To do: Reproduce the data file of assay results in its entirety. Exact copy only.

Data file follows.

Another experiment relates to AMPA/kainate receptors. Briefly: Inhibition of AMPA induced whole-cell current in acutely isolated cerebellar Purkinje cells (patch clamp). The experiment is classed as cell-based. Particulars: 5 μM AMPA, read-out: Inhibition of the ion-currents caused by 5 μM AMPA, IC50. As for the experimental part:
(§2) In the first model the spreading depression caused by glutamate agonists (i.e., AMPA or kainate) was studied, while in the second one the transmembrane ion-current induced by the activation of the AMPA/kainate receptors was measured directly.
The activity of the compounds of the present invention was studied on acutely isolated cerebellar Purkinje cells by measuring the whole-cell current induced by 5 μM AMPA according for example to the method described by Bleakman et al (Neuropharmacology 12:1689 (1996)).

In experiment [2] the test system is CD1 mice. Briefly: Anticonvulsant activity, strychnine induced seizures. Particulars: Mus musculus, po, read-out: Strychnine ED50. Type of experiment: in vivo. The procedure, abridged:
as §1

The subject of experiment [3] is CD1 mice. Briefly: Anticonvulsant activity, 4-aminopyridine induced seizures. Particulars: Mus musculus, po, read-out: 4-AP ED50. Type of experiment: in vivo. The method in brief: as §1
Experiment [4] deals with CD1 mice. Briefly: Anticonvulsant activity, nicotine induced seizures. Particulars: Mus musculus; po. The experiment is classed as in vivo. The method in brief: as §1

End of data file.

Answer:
Another experiment relates to AMPA/kainate receptors. Briefly: Inhibition of AMPA induced whole-cell current in acutely isolated cerebellar Purkinje cells (patch clamp). The experiment is classed as cell-based. Particulars: 5 μM AMPA, read-out: Inhibition of the ion-currents caused by 5 μM AMPA, IC50. As for the experimental part:
(§2) In the first model the spreading depression caused by glutamate agonists (i.e., AMPA or kainate) was studied, while in the second one the transmembrane ion-current induced by the activation of the AMPA/kainate receptors was measured directly.
The activity of the compounds of the present invention was studied on acutely isolated cerebellar Purkinje cells by measuring the whole-cell current induced by 5 μM AMPA according for example to the method described by Bleakman et al (Neuropharmacology 12:1689 (1996)).

In experiment [2] the test system is CD1 mice. Briefly: Anticonvulsant activity, strychnine induced seizures. Particulars: Mus musculus, po, read-out: Strychnine ED50. Type of experiment: in vivo. The procedure, abridged:
as §1

The subject of experiment [3] is CD1 mice. Briefly: Anticonvulsant activity, 4-aminopyridine induced seizures. Particulars: Mus musculus, po, read-out: 4-AP ED50. Type of experiment: in vivo. The method in brief: as §1
Experiment [4] deals with CD1 mice. Briefly: Anticonvulsant activity, nicotine induced seizures. Particulars: Mus musculus; po. The experiment is classed as in vivo. The method in brief: as §1